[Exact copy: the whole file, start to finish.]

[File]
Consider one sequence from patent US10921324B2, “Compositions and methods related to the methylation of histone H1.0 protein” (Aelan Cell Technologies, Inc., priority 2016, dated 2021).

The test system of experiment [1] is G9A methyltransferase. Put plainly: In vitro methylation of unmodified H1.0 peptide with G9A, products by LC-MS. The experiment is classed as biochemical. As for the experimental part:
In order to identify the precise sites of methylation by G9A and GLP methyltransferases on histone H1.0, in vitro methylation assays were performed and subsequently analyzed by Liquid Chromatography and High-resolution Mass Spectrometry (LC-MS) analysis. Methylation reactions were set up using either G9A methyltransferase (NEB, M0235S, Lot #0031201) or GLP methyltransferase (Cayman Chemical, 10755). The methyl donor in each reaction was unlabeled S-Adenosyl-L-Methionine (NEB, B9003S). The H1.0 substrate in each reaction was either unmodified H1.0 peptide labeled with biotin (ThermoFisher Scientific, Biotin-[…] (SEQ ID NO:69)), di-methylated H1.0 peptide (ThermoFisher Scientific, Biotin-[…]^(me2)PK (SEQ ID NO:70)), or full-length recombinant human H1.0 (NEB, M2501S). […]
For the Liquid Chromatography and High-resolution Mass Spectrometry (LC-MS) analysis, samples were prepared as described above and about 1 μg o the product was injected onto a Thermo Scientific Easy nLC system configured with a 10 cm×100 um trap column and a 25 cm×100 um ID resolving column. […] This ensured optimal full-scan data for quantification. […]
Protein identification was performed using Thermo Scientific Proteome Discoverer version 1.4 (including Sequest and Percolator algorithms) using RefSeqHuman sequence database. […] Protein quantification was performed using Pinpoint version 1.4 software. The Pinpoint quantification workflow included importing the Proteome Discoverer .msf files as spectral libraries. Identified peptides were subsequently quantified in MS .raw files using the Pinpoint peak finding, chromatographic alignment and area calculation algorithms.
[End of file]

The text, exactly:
Consider one sequence from patent US10921324B2, “Compositions and methods related to the methylation of histone H1.0 protein” (Aelan Cell Technologies, Inc., priority 2016, dated 2021).

The test system of experiment [1] is G9A methyltransferase. Put plainly: In vitro methylation of unmodified H1.0 peptide with G9A, products by LC-MS. The experiment is classed as biochemical. As for the experimental part:
In order to identify the precise sites of methylation by G9A and GLP methyltransferases on histone H1.0, in vitro methylation assays were performed and subsequently analyzed by Liquid Chromatography and High-resolution Mass Spectrometry (LC-MS) analysis. Methylation reactions were set up using either G9A methyltransferase (NEB, M0235S, Lot #0031201) or GLP methyltransferase (Cayman Chemical, 10755). The methyl donor in each reaction was unlabeled S-Adenosyl-L-Methionine (NEB, B9003S). The H1.0 substrate in each reaction was either unmodified H1.0 peptide labeled with biotin (ThermoFisher Scientific, Biotin-[…] (SEQ ID NO:69)), di-methylated H1.0 peptide (ThermoFisher Scientific, Biotin-[…]^(me2)PK (SEQ ID NO:70)), or full-length recombinant human H1.0 (NEB, M2501S). […]
For the Liquid Chromatography and High-resolution Mass Spectrometry (LC-MS) analysis, samples were prepared as described above and about 1 μg o the product was injected onto a Thermo Scientific Easy nLC system configured with a 10 cm×100 um trap column and a 25 cm×100 um ID resolving column. […] This ensured optimal full-scan data for quantification. […]
Protein identification was performed using Thermo Scientific Proteome Discoverer version 1.4 (including Sequest and Percolator algorithms) using RefSeqHuman sequence database. […] Protein quantification was performed using Pinpoint version 1.4 software. The Pinpoint quantification workflow included importing the Proteome Discoverer .msf files as spectral libraries. Identified peptides were subsequently quantified in MS .raw files using the Pinpoint peak finding, chromatographic alignment and area calculation algorithms.